See The Winter Side of Maine
If you’ve had a taste of Maine during a summertime visit to the Maine Lobster Festival, you might like to come back during the winter when, some think, Maine is at its most beautiful.
Maine is a winter paradise, full of snowy landscapes appreciated by anyone who loves the outdoors in winter. For winter athletes, there are great slopes for downhills skiing and snowboarding, mountain trails for Nordic skiing or hiking, and even dog-sledding. For sportsmen, the ice fishing is great on many lakes and ponds, and Maine’s season for small game hunting lasts through most of the winter.
Travelers can schedule their vacations around a variety of winter festivals in Maine, the state has some unique shopping opportunities, or you can just rent a cabin or a room at a resort and enjoy some winter peacefulness.
Some of Maine’s best-known ski resorts are in the western part of the state. Sugarloaf in Carrabassett Valley is the state’s largest single ski mountain and has more than 150 trails, with the longest vertical drop at 2,820 feet. At Sunday River in Newry, there are 135 trails on eight interconnected mountain peaks. Saddleback Ski Area in Rangeley has the highest base elevation in New England with a vertical drop of 2,000 feet. There are 66 trails at Saddleback.
We’re partial to the Midcoast’s favorite ski area, the Camden Snow Bowl, where skiers can overlook Penobscot Bay and the Atlantic Ocean. No other East Coast ski area offers a view of the sea. The Snow Bowl hosts the annual US National Toboggan Championships in February.
Another high-adrenaline activity that you and your family can enjoy during winter in Maine is a snowmobiling adventure. Maine features a 3,500-mile Interconnected Trail System that allows riders to travel all over the state on their snowmobiles. Many of the state parks offer snowmobiling trails as well. In the Maine Highlands Region, Baxter State Park offers 400 miles of groomed snowmobile trails with views of mighty Mt. Katahdin, where one end of the Appalachian Trail starts.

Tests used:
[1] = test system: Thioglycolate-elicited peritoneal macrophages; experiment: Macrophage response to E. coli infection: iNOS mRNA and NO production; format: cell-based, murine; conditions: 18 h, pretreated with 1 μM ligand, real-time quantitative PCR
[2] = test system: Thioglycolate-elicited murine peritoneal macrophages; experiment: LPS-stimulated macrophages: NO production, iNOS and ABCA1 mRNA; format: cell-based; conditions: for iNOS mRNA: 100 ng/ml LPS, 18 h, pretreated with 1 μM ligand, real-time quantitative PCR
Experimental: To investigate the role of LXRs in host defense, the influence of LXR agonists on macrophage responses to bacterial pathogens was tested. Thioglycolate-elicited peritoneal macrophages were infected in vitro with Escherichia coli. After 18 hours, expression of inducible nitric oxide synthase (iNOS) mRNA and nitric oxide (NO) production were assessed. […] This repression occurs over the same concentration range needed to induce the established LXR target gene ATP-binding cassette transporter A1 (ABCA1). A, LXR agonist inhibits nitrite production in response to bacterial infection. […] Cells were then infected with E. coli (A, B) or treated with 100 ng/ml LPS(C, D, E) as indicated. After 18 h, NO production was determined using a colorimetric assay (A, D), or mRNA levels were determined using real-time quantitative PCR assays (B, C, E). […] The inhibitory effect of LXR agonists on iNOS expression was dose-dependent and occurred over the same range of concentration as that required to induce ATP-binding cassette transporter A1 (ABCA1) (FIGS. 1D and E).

If you prefer a walk in the snow, Pineland Farms in New Gloucester features 5,000 acres of gorgeous woodlands to explore on snowshoes, and features 30 kilometers of professionally designed and maintained trails for snowshoeing.
The East’s largest national park, Acadia, is laced with carriage roads that make for great cross-country skiing when they are covered with a few inches of snow. The roads are groomed by volunteers, and skiers can enjoy amazing views of the park forests and its rocky coast.
If indoor activities are more your speed and retail therapy is your thing, you’ll enjoy southern Maine’s Kittery Outlets, where more than 100 retailers have stores. Legendary retailer L.L. Bean’s original store is about an hour up the coast, and lots of discount stores are nearby.
Maine is full of winter retreats, resorts, small inns and bed-and-breakfasts, where visitors can relax and soak in some winter peacefulness. The Samoset Resort in Rockport (not far from the home of the Lobster Festival) features 230 oceanfront acres where guests can relax in the spa and enjoy fine dining.
If you’ve only seen Maine in the summer, you haven’t experienced everything the state offers. A winter vacation in Maine will give you a new perspective on our beautiful state.